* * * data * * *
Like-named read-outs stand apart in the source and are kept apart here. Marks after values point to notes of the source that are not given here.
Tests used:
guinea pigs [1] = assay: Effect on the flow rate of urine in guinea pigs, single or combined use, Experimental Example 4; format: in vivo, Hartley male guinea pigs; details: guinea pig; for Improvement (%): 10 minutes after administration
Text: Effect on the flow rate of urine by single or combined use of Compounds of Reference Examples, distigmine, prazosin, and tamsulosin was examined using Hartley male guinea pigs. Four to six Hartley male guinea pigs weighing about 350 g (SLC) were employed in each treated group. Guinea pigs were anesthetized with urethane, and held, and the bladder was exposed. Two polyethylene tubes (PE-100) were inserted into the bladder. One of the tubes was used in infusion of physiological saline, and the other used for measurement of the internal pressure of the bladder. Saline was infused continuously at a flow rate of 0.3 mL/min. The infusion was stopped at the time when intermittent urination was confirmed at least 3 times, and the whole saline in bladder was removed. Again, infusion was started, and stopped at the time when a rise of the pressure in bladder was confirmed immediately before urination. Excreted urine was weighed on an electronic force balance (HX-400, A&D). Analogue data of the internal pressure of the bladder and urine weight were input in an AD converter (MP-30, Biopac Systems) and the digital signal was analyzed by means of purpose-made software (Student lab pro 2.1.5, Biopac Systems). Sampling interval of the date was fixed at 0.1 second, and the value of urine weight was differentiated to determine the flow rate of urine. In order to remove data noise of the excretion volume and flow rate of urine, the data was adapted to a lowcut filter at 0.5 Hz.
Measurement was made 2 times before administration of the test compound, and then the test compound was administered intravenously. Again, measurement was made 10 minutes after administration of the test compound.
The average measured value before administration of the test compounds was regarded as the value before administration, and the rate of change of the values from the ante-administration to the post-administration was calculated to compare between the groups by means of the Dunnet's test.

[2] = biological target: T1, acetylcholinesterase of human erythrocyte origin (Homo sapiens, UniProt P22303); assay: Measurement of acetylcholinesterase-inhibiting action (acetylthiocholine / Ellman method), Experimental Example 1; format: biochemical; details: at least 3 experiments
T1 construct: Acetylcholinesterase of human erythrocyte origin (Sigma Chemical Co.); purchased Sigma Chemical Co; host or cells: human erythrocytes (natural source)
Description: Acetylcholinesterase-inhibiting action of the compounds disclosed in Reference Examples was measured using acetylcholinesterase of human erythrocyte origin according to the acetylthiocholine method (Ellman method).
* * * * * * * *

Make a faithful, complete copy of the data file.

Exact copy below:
Like-named read-outs stand apart in the source and are kept apart here. Marks after values point to notes of the source that are not given here.
Tests used:
guinea pigs [1] = assay: Effect on the flow rate of urine in guinea pigs, single or combined use, Experimental Example 4; format: in vivo, Hartley male guinea pigs; details: guinea pig; for Improvement (%): 10 minutes after administration
Text: Effect on the flow rate of urine by single or combined use of Compounds of Reference Examples, distigmine, prazosin, and tamsulosin was examined using Hartley male guinea pigs. Four to six Hartley male guinea pigs weighing about 350 g (SLC) were employed in each treated group. Guinea pigs were anesthetized with urethane, and held, and the bladder was exposed. Two polyethylene tubes (PE-100) were inserted into the bladder. One of the tubes was used in infusion of physiological saline, and the other used for measurement of the internal pressure of the bladder. Saline was infused continuously at a flow rate of 0.3 mL/min. The infusion was stopped at the time when intermittent urination was confirmed at least 3 times, and the whole saline in bladder was removed. Again, infusion was started, and stopped at the time when a rise of the pressure in bladder was confirmed immediately before urination. Excreted urine was weighed on an electronic force balance (HX-400, A&D). Analogue data of the internal pressure of the bladder and urine weight were input in an AD converter (MP-30, Biopac Systems) and the digital signal was analyzed by means of purpose-made software (Student lab pro 2.1.5, Biopac Systems). Sampling interval of the date was fixed at 0.1 second, and the value of urine weight was differentiated to determine the flow rate of urine. In order to remove data noise of the excretion volume and flow rate of urine, the data was adapted to a lowcut filter at 0.5 Hz.
Measurement was made 2 times before administration of the test compound, and then the test compound was administered intravenously. Again, measurement was made 10 minutes after administration of the test compound.
The average measured value before administration of the test compounds was regarded as the value before administration, and the rate of change of the values from the ante-administration to the post-administration was calculated to compare between the groups by means of the Dunnet's test.

[2] = biological target: T1, acetylcholinesterase of human erythrocyte origin (Homo sapiens, UniProt P22303); assay: Measurement of acetylcholinesterase-inhibiting action (acetylthiocholine / Ellman method), Experimental Example 1; format: biochemical; details: at least 3 experiments
T1 construct: Acetylcholinesterase of human erythrocyte origin (Sigma Chemical Co.); purchased Sigma Chemical Co; host or cells: human erythrocytes (natural source)
Description: Acetylcholinesterase-inhibiting action of the compounds disclosed in Reference Examples was measured using acetylcholinesterase of human erythrocyte origin according to the acetylthiocholine method (Ellman method).